Brazilian President Luiz Inácio Lula da Silva is headed toward a first-round victory Sunday in Brazil’s election, a new poll predicts.
Silva’s strong showing in the poll released, yesterday, September 26, amid a political scandal that has shaken his center-left Workers Party with allegations that it sought to purchase a dossier that apparently contained damaging information about a key opponent.
The survey by the Sensus organization predicted Silva would get 59% of the vote if the elections were held now, compared with 32% for chief rival, former São Paulo Governor Geraldo Alckmin. Silva needs just 50% to avoid an October 29 runoff.
The telephone survey of 2,000 people was conducted Friday-Sunday and had a margin of error of 3 percentage points.
Silva’s party is accused of trying to purchase a mysterious packet of information that supposedly contained incriminating information about Alckmin and José Serra, who is favored to beat PT candidate Aloizio Mercadante in the Sao Paulo governor’s race.
Alckmin said Tuesday that Silva should be investigated.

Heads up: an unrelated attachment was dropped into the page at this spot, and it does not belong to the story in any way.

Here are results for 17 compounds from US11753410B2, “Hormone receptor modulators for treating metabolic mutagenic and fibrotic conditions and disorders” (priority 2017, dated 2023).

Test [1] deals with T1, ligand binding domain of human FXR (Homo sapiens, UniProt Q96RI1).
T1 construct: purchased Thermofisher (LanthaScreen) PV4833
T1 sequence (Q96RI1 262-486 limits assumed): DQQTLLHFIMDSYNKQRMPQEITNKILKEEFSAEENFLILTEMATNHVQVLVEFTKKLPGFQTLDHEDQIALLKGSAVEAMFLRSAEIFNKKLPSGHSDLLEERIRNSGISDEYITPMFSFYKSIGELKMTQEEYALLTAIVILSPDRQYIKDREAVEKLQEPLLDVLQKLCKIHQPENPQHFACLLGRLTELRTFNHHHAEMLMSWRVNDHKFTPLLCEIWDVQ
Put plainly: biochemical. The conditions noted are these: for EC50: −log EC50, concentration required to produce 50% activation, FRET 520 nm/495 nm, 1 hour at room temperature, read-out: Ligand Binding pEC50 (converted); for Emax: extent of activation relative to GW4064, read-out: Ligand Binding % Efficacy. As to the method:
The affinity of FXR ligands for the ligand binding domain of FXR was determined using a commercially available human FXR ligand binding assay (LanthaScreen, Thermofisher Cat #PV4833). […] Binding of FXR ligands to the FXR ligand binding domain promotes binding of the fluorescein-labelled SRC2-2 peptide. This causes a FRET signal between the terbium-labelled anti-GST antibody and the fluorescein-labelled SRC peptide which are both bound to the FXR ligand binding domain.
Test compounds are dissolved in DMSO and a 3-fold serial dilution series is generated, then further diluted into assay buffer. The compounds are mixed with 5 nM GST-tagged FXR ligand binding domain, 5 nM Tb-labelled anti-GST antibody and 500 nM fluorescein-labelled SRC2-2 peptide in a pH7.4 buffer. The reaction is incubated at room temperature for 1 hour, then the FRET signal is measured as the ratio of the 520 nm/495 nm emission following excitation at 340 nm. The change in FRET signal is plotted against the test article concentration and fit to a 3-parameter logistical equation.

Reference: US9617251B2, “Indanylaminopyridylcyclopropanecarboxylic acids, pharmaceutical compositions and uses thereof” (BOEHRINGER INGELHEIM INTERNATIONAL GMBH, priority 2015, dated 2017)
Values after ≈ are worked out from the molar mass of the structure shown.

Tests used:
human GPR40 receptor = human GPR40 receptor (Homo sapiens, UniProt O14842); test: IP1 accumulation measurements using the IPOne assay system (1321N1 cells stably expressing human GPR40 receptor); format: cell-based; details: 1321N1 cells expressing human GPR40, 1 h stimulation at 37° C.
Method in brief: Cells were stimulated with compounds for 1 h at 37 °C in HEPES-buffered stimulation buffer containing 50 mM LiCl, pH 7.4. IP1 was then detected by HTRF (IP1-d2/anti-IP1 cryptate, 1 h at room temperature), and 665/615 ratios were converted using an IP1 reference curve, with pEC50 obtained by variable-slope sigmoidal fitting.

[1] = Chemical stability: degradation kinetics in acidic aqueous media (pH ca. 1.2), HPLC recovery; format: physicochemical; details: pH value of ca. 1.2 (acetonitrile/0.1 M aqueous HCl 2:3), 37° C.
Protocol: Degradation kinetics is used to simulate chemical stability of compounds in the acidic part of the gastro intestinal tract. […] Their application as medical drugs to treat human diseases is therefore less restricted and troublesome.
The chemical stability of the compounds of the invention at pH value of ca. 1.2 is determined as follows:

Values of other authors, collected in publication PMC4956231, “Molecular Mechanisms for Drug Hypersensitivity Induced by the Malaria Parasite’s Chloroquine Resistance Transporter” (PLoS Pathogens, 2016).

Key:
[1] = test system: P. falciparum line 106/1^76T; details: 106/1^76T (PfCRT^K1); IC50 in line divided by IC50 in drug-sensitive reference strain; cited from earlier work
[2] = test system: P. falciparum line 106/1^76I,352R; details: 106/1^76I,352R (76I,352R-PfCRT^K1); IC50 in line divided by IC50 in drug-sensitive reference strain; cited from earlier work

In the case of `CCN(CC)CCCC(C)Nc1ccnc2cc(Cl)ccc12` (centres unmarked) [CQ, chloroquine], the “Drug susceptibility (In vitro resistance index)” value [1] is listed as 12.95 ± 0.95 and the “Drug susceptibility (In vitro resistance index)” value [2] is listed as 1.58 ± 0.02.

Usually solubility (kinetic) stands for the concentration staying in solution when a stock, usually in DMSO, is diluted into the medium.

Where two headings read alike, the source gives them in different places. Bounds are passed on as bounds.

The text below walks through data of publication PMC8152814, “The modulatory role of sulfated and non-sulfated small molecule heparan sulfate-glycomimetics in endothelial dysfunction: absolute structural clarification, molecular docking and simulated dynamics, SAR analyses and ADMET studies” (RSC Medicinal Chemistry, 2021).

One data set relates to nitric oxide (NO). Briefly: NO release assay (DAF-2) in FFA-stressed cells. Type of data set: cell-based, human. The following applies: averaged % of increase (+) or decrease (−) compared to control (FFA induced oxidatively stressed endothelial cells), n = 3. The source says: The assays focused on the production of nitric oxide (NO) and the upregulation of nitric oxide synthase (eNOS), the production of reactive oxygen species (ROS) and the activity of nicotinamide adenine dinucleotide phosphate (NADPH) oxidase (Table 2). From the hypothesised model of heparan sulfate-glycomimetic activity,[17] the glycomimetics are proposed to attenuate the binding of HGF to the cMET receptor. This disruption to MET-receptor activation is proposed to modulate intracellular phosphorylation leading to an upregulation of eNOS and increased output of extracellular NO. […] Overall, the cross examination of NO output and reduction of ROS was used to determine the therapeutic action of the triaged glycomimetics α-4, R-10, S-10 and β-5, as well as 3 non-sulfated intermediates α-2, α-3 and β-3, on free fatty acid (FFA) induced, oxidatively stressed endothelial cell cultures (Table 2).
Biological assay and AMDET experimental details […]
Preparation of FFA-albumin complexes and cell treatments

"The PT (Workers Party) and people linked to the president of the republic bought a dossier for 1.7 million reais (U$ 781,000), and no one has yet said where that money came from, how those dollars entered the country, and that is a crime that has to be verified," Alckmin told reporters.
A close aide of Silva was named as an intermediary in the alleged scheme and Silva’s campaign manager stepped down in connection with the investigation last week.
Brazil’s electoral court gave Silva ten days to present his defense to charges he participated in the scheme.
Chief electoral Judge Marco Aurélio Mello has said Silva’s candidacy could be ended if he is found to be involved in any wrongdoing. But a verdict is unlikely before the October 1st election.
If the court rules before January 1st, when Silva would start his second term, his election could be declared null and new elections called.